Athlete Profiles:

Michael Redd

After winning a gold medal in the FIBA Americas tournament with Team USA, Michael Redd was certainly in the perfect place-Las Vegas- to indulge in the party scene. So what was Redd, an All-Star guard for the Milwaukee Bucks, doing to celebrate? "I'm up in my room playing some dominoes, beating up my man Rick Davis," Redd said with a chuckle.

Redd has been at the forefront of Bible studies, preaching the gospel, sharing his testimony, and leading others to Jesus. Redd says it was an honor to join Team USA, but he wasn't there for hoops alone. He says it gave him a greater stage for sharing the gospel not only to the NBA's top players but also to the world at large.

When Redd first played in the NBA with the Bucks in 2000, the temptations of the NBA lifestyle revealed themselves. "Going and bumping my head a couple times really made me understand this wasn't me, and I needed to do the things God wanted me to do," Redd says.

Redd hopes his Milwaukee Bucks team will continue to improve and contend for a championship. Besides, if a title comes, it'll give Redd one more stage on which to carry out his purpose.

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Tim Tebow

As the current quarterbacks for the last two national championship teams, Colt McCoy and Tim Tebow have taken center stage in two of the most intensely scrutinized college football programs in America. Even as sophomores, this concept is not lost on McCoy and Tebow. They know they are being watched. They also know that with the immediate access they have to so many people, the opportunities to be a model and a spokesperson for Jesus Christ are preeminent. "In some places it's not the cool thing to do or the popular thing to be and God is not No. 1," says McCoy.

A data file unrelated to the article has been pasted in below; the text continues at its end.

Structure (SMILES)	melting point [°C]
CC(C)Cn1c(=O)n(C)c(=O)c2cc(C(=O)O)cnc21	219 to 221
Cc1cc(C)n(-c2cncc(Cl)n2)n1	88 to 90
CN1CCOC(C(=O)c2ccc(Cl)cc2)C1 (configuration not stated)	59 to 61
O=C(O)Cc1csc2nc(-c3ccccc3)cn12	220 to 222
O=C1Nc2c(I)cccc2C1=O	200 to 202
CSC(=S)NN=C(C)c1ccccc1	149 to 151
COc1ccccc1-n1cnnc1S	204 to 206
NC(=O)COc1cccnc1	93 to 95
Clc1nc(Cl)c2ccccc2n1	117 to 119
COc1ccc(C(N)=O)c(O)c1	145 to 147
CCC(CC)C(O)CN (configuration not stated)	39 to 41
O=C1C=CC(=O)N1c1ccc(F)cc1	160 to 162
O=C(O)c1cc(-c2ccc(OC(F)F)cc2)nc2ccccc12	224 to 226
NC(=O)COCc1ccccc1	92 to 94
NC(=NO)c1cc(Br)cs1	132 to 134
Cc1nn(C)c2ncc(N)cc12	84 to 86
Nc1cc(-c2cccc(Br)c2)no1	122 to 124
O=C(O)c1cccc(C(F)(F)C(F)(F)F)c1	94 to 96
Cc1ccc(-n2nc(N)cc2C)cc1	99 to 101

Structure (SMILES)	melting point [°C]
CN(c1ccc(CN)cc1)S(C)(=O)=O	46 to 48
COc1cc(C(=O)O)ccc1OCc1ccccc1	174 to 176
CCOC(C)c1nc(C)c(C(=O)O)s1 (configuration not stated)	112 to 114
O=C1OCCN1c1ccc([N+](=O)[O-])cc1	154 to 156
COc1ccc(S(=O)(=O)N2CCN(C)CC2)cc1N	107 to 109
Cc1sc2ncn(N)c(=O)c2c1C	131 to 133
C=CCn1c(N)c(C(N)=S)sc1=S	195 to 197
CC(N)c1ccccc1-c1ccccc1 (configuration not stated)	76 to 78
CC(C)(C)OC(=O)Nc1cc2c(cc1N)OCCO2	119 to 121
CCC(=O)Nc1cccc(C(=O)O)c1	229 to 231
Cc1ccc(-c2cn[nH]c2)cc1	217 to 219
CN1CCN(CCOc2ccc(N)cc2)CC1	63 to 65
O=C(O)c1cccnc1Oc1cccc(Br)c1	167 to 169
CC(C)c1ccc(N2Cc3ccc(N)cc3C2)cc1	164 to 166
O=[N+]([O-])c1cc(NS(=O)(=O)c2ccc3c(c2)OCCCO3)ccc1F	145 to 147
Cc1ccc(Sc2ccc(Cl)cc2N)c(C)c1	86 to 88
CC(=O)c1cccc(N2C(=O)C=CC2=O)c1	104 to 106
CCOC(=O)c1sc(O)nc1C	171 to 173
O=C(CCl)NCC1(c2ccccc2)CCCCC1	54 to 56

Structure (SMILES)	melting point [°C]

Tebow and McCoy were both hatched from close-knit, deeply Christian upbringings that saw them come to faith at an early age. Tim Tebow's fater, Bob Tebow, heads the Bob Tebow Evangelistic Association, which claims to be the conduit of close to 9 million people coming to faith in Christ in the last 8 years.

An NFL career is a goal for both of these young quarterbacks, but they are realistic enough to know there are no guarantees. McCoy looks forward to what God has in store. "God willing, I'd like to be in the NFL, but the important thing to do is His will."

Shaun Alexander

Whether Shaun Alexander spends his Sunday morning wearing a football jersey on a field or a suit in a pew, he's the same guy. "Shaun is a Christian 24/7," says close friend and teammate Mack Strong. "He's a great example. It's a testimony to him, to God."

Alexander has made a lasting name for himself in the NFL. The accomplishments and praises he's received are only dreams for many. He's not surprised by his success; he's always set lofty goals and worked hard. Now he's a household name, but he says, "This is no time to say, 'Look at me.'" That's because, for Alexander, it's not just about football. "I play football to make a difference in people's lives."

The difference he wants to make is a difference for Christ. He has a heart for providing hope, especially for youth, and giving to others as unto the Lord. That's the purpose of his foundation and the community center he started with his brother. "You can't outgive God," he says.

The best day in his life? Being valedictorian of his graduating class? Setting NFL records? Becoming 2005 MVP? No. "It was the first time I led someone to Christ," says Alexander. What else would we expect?

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